Although Marlboro Man and Joe Camel are icons of the past thanks to smoking’s widely recognized health risks, a new tobacco product has recently emerged: e-cigarettes. As e-cigarettes have increased in popularity, so have proposals to regulate and tax them. The FDA is preparing to propose new regulations that will regulate e-cigarettes under the same statute used to regulate traditional cigarettes. A number of states are considering taxing e-cigarettes like traditional cigarettes, and Senate Democrats have introduced three bills that would do the same at the federal level as soon as the FDA begins regulating e-cigarettes. In an article published today in Tax Notes, we explain why taxing e-cigarettes like traditional cigarettes would be a bad idea.
Supporters of taxing e-cigarettes make three flawed arguments:
- “Walks like a duck, must be a duck” fallacy: while some e-cigarettes look like traditional cigarettes, they do not kill like cigarettes. Although e-cigarettes contain the addictive chemical nicotine, experts consider e-cigarettes to be 95 to 99% safer than cigarettes. The fact that the products have a similar appearance is simply not relevant to considerations of appropriate taxation.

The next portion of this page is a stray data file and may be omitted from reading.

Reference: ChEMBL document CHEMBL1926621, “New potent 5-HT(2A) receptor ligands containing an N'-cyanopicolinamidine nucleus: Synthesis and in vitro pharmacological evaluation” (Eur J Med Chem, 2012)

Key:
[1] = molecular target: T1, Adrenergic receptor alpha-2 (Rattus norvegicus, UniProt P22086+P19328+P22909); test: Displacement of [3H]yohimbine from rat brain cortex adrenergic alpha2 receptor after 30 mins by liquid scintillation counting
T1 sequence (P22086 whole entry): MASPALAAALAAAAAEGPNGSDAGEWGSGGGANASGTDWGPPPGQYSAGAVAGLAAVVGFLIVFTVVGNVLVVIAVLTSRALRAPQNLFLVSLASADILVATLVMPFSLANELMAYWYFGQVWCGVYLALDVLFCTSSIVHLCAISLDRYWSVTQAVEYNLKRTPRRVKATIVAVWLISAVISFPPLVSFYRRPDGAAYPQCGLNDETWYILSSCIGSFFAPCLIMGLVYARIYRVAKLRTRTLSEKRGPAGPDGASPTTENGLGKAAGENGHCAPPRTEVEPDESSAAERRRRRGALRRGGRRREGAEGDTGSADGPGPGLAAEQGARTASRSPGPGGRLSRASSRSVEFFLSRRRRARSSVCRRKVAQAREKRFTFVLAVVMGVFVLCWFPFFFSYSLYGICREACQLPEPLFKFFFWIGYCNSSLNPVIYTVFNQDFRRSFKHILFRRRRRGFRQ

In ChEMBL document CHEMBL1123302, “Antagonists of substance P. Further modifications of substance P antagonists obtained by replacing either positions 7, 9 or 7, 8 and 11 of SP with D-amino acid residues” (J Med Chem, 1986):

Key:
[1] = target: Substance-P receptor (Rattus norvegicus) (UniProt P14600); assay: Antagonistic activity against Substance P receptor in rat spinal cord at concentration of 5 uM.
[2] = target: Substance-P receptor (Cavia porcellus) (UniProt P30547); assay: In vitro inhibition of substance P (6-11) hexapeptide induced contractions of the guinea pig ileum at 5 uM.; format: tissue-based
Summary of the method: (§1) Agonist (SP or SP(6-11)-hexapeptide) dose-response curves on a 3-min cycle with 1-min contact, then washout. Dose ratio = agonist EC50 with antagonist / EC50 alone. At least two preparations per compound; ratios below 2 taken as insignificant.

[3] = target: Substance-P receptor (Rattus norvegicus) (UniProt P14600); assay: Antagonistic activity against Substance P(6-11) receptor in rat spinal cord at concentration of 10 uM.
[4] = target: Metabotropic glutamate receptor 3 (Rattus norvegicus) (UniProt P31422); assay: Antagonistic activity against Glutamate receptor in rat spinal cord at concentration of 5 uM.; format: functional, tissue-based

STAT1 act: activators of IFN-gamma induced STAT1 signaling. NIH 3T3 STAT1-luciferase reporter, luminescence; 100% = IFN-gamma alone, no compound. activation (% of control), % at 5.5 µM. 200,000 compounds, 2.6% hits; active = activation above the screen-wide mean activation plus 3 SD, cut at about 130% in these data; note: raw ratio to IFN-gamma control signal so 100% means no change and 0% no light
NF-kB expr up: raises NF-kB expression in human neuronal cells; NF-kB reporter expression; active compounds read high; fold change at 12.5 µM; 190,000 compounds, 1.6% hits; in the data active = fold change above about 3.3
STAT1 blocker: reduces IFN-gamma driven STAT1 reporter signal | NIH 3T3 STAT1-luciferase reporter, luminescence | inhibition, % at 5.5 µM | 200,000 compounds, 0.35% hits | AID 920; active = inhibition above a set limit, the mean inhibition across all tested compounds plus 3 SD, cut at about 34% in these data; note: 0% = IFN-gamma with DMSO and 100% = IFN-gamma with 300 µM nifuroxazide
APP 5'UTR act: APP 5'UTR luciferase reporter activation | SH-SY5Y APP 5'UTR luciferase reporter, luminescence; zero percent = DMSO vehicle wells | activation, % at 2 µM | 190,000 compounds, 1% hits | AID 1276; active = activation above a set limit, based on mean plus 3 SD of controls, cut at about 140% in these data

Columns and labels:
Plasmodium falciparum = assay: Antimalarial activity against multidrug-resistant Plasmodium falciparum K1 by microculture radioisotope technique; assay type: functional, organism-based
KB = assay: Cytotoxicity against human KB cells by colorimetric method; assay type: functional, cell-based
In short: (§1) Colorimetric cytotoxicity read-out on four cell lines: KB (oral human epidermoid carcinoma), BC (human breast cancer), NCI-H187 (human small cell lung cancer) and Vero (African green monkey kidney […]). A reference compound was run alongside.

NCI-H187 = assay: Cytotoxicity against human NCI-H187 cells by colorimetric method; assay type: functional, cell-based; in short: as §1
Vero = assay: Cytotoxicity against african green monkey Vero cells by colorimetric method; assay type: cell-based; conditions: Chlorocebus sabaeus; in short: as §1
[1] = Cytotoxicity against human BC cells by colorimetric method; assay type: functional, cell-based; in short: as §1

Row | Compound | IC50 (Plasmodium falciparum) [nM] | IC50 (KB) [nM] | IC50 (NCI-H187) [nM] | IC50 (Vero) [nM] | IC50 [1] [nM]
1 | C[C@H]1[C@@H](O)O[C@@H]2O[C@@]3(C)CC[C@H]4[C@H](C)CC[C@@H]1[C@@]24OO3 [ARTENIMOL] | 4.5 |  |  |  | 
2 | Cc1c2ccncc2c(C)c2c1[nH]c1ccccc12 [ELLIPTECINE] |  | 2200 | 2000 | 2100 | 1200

- “The government needs the money” fallacy: state and federal tax revenue from traditional cigarettes has been declining, and some people see taxing e-cigarettes as a way to offset this revenue loss. But that makes as much sense as replacing tobacco tax revenues with a tax on chewing gum.
- “Gateway to cigarettes” fallacy: there is currently no reliable statistical evidence that e-cigarette consumption leads to smoking traditional cigarettes. Indeed, surveys show that smokers use e-cigarettes to cut back on cigarette consumption or to quit smoking altogether. This issue deserves continued study, but the lack of evidence that e-cigarettes are a gateway to traditional cigarettes negates this argument for taxing e-cigarettes.
Taxing e-cigarettes would be appropriate only if they pose serious health risks or lead to an increase in smoking. But current evidence points to neither. Therefore, the right tax at this time is no tax.
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